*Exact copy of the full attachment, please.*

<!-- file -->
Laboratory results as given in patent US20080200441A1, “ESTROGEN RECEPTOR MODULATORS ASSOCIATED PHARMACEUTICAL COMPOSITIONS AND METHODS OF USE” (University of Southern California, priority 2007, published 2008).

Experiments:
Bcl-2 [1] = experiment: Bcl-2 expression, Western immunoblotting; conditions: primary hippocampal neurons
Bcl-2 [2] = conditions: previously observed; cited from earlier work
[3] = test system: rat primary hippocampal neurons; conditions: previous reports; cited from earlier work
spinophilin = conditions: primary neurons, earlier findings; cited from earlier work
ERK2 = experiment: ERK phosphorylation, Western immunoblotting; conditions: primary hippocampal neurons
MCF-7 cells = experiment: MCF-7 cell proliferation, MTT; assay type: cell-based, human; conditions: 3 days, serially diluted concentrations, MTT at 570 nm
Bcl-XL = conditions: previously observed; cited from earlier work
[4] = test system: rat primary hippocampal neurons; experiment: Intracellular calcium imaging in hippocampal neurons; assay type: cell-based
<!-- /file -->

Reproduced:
Laboratory results as given in patent US20080200441A1, “ESTROGEN RECEPTOR MODULATORS ASSOCIATED PHARMACEUTICAL COMPOSITIONS AND METHODS OF USE” (University of Southern California, priority 2007, published 2008).

Experiments:
Bcl-2 [1] = experiment: Bcl-2 expression, Western immunoblotting; conditions: primary hippocampal neurons
Bcl-2 [2] = conditions: previously observed; cited from earlier work
[3] = test system: rat primary hippocampal neurons; conditions: previous reports; cited from earlier work
spinophilin = conditions: primary neurons, earlier findings; cited from earlier work
ERK2 = experiment: ERK phosphorylation, Western immunoblotting; conditions: primary hippocampal neurons
MCF-7 cells = experiment: MCF-7 cell proliferation, MTT; assay type: cell-based, human; conditions: 3 days, serially diluted concentrations, MTT at 570 nm
Bcl-XL = conditions: previously observed; cited from earlier work
[4] = test system: rat primary hippocampal neurons; experiment: Intracellular calcium imaging in hippocampal neurons; assay type: cell-based